I’m inclined to install Mint on an WinXP laptop I’ve just been given. Do I go for the MATE or Cinnamon versions? Or am I missing an altogether better alternative? I like the idea that Mint has a good web presence with forums etc, as a newbie I don’t want to work without a net. All thoughts very much welcome and appreciated.
It really depends on the spec of your laptop Mint is a great OS in my opinion but it would be a good idea to wait on the 15 Olivia release should be available in a day or two), I found 14 Cinnamon a bit problematic.
i have Peppermint 3 installed on a an old low spec laptop and it flies, so personally i would opt for peppermint on a laptop over Mint whatever the spec
Good luck whatever you choose
+1 for Peppermint … for many reasons that I’ve gone into elsewhere on this forum.
But that’s just my opinion … best to try a few on LiveCD/LiveUSB’s then decide for yourself which suits
yes - once I have a working optical drive I’ll have a good play around with the candidates. Thanks
Can your system boot from a USB stick … if so, there’s no need for an optical drive.
It can, but I need a CD/DVD drive for other reasons. I take your point, though
For what its worth…
I’ve just come through a mad period of distro hopping - over the last month or so I’ve gone through openSuSE, Manjaro, Chakra, Slackel, Fedora, Kubuntu, Debian, Mageia and Mint. On all, where possible, I’ve tried KDE, xfce4, Mate, Cinnamon and enlightenment.
LinuxMint KDE wins hands down.
What’s the difference between Mint with KDE and Kubuntu ?
The K in Kubuntu stands for klunky.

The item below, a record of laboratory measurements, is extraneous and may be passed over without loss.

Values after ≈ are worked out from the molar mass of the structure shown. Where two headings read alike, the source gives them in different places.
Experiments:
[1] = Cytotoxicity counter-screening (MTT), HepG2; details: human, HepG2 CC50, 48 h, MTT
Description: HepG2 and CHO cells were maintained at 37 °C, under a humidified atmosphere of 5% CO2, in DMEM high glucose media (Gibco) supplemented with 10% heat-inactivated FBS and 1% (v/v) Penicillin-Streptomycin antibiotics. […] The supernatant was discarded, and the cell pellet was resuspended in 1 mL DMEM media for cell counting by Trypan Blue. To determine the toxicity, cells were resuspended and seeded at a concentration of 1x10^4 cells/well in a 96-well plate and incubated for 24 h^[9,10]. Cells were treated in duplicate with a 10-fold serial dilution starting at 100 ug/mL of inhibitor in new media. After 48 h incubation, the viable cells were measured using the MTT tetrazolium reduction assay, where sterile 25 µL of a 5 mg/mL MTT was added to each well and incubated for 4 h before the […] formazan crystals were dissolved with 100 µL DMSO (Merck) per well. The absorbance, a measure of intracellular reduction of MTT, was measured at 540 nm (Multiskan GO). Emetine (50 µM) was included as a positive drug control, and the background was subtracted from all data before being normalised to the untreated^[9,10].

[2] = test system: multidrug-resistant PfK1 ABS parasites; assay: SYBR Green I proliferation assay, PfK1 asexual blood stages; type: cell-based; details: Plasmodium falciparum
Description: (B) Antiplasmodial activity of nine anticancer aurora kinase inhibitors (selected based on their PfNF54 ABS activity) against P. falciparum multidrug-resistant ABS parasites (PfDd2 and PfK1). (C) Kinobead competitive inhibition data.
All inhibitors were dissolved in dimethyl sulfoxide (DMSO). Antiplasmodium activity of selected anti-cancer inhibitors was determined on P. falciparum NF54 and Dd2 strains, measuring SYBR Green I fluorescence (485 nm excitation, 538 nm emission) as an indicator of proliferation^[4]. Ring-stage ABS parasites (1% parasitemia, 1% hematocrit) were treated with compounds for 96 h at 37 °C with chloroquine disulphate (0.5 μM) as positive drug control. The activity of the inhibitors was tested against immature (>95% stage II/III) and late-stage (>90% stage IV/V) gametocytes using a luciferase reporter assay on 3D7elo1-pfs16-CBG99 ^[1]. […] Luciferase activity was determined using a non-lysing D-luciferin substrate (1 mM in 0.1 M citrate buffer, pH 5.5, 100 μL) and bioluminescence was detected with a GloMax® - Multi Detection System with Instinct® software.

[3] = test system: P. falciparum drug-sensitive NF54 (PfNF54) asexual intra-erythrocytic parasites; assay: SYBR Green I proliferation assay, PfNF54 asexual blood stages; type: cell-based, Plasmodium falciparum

To be honest I have no idea, only that Mint do it better.
I’ve apparently run into a known issue with my old Inspirion 1501 and Linux - I get a screenful of coloured stripes and not much else with both Peppermint and Mint. It seems that there are workarounds - I shall plunge in and try to apply them.
You need to add the “nomodeset” kernel boot parameter.
Are you getting this with the LiveCD/LiveUSB, or after installation ?
Problem occured with both situations. I’d be grateful for a walkthrough on how to apply the fix?
So have you managed to get it to install, or are you having problems with the LiveCD/LiveUSB ?
The reason I ask is the procedure is different for the CD/USB stick than an installed OS.
and do you first want the instructions for Peppermint or Ubuntu ?
Adding the nomodeset kernel boot parameter to a Peppermint 3 LiveCD/LiveUSB -
Boot the LiveCD/LiveUSB … when you get to the screen where it ask if you want to install or try Peppermint, leave “Try Peppermint” highlighted and hit the “Tab” key.
At the bottom of the screen, you should see some white writing that ends with:-
quiet splash –
make it end with:-
quiet splash nomodeset
and hit the “Enter” key to boot.
Does it boot now ?
[u][b] Adding the nomodeset kernel boot parameter to an Ubuntu LiveCD/LiveUSB[/b][/u] -
Boot the LiveCD/LiveUSB … when you get to the screen where it ask if you want to install or try Ubuntu, leave “Try Ubuntu” highlighted and hit the “F6” key.